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17 minutes ago, Arch at Home said:

We are an ice cream family. Our motto is “It’s never too cold for ice cream. “ Though it could be too cold to walk 1 1/2 miles for ice cream. 😃

We were at Macalester today and thought about going to the closest ice cream place....the website said it was still closed for winter 😞 

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On 3/13/2019 at 4:52 PM, Arch at Home said:

We got back from our second visit to St. Olaf last evening. The campus was covered with snow but the walks were clear and most were where sneakers. Campus is fairly compact and has only one dining hall.

DD spent the night in the dorm and then we did the typical visit, admissions presentation, tour, spoke with financial aide, she sat in a class, and we both ate lunch with a student in the cafeteria. DD had a good overnight. There were two prospective students and as their hosts were friends, they hung out as a group playing ping pong, pool, touring the best study spots, and grabbing shakes. DD had been provided with not only meal passes but $10 for the snack bar/coffee shop so the shake, the next mornings' coffee drink and pastry were all on the school.

St. Olaf definitely scored points on food. DD is on a gluten-free diet and St. Olaf definitely has the best accomodations. DD had a waffle (albeit frozen at breakfast), a pastry from the the coffee shop, and two desserts for lunch. No other school we visited came even close. Standare gf sweet fair is Udis brownies or chocolate chip cookies and ice cream.

Our tour guide and lunch student were both engaging, fairly knowledgable, and low key. The guide had homeschooled through 10th grade and then dual enrolled and earned a AA prior to graduation which is similar to DD's situation. The guide claimed that she had successfull transferred a large number of credits including some which qualified for her major. In hindsight, I wished that we had talked to an Admission's person about transfer credits, honors, and a few other items but that was not an option when signing up and I did not think to ask to do that.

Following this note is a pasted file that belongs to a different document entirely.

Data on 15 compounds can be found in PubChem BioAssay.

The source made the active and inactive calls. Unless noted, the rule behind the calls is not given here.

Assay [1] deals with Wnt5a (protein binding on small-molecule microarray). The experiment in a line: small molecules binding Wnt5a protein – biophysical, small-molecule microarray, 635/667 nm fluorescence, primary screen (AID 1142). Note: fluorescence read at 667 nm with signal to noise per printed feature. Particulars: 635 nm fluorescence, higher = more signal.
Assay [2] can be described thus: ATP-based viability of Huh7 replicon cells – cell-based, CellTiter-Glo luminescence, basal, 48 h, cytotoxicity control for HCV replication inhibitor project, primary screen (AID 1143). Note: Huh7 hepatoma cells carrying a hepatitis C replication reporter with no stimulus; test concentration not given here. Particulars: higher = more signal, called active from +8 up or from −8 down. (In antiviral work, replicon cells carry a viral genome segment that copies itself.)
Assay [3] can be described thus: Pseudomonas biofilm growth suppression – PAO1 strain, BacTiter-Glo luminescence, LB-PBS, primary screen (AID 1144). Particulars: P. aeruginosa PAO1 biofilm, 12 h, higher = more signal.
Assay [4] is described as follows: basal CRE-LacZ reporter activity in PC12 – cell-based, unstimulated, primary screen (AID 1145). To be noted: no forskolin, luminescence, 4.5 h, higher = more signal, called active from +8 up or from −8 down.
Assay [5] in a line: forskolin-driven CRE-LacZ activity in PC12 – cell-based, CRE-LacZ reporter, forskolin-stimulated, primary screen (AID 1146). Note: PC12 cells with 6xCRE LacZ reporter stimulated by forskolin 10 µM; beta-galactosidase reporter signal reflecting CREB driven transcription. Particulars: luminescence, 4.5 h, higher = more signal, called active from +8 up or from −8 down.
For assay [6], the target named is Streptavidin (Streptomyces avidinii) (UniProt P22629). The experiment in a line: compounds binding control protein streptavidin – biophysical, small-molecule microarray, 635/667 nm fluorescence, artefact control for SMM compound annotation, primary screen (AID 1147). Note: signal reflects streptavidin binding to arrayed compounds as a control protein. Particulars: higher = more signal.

DD was impressed with the buildings with their expanses of windows and light wood. Even the dorm room had a large bay window which differentiated it from others we had seen.

DD attended a 300 level conservation class. She said that the students did not participate in discussion without prompting. The professor spent quite a bit of time both before and after the class talking to the two prospective students and gave DD a contact for further information.

My impression is that St. Olaf is not as competitive as Macalester and Carleton but still provides a quality education. They work with students with unique major desires to make them work.

DD was quite pragmatic about St. Olaf. She acknowledged that there were somethings that she would prefer not to have like the religion requirement but realized that she would have some type of reservation about every school. She is still hopeful that one of her outstanding schools will accept her but feels comfortable with St. Olaf if that does not happen.

 

St. Olaf is a "Lutheran" school but quite secular.  It does have a religion requirement, but I have several good friends who would call themselves atheists and loved it there.  Religion is taught more philosophically.  Of the three schools you listed, St. Olaf truly has the most beautiful campus.  🙂  

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5 hours ago, J-rap said:

St. Olaf is a "Lutheran" school but quite secular.  It does have a religion requirement, but I have several good friends who would call themselves atheists and loved it there.  Religion is taught more philosophically.  Of the three schools you listed, St. Olaf truly has the most beautiful campus.  🙂  

Dd in her second visit realized that there were a lot of “religion” classes which addressed religion’s interface with secular culture, the Bible in Film, and world religions. These classes though not her first choice would interesting to take. 

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My kid is athiest and thought there were enough options for him at Saint Olaf.  Like they had religious symbolism in famous films, in Harry Potter, etc.  We know plenty of non-religious/non-Lutherans who've attended.  It's not a conservative campus at all.

We actually live local to Mac.  So much so that when I took my kid to tour he wondered why the heck anyone would want to attend.  LOL.  I strongly disagree.  I will attend Mac in my next life.  😉 

The closest ice cream is only .8 miles walking and is on a direct bus route.  That one is the one open seasonally.  It actually opens this weekend!

https://goo.gl/maps/GiTHj4qceRz

If you need winter ice cream, you can take the bus straight down Grand Ave to Grand Ole Creamery

https://goo.gl/maps/my9XrRsstcP2

or Izzy's is open year round.  That is my favorite!  That is 1.6 miles and single bus accessible too.

https://goo.gl/maps/DeyHuRpyruz

Snuffy's Malt Shop is 1.1 miles and that's a burger/malt place.  Also walking/single bus accessible

https://goo.gl/maps/nEbpNRoSjMF2

Just doing my part for local ice cream consumption!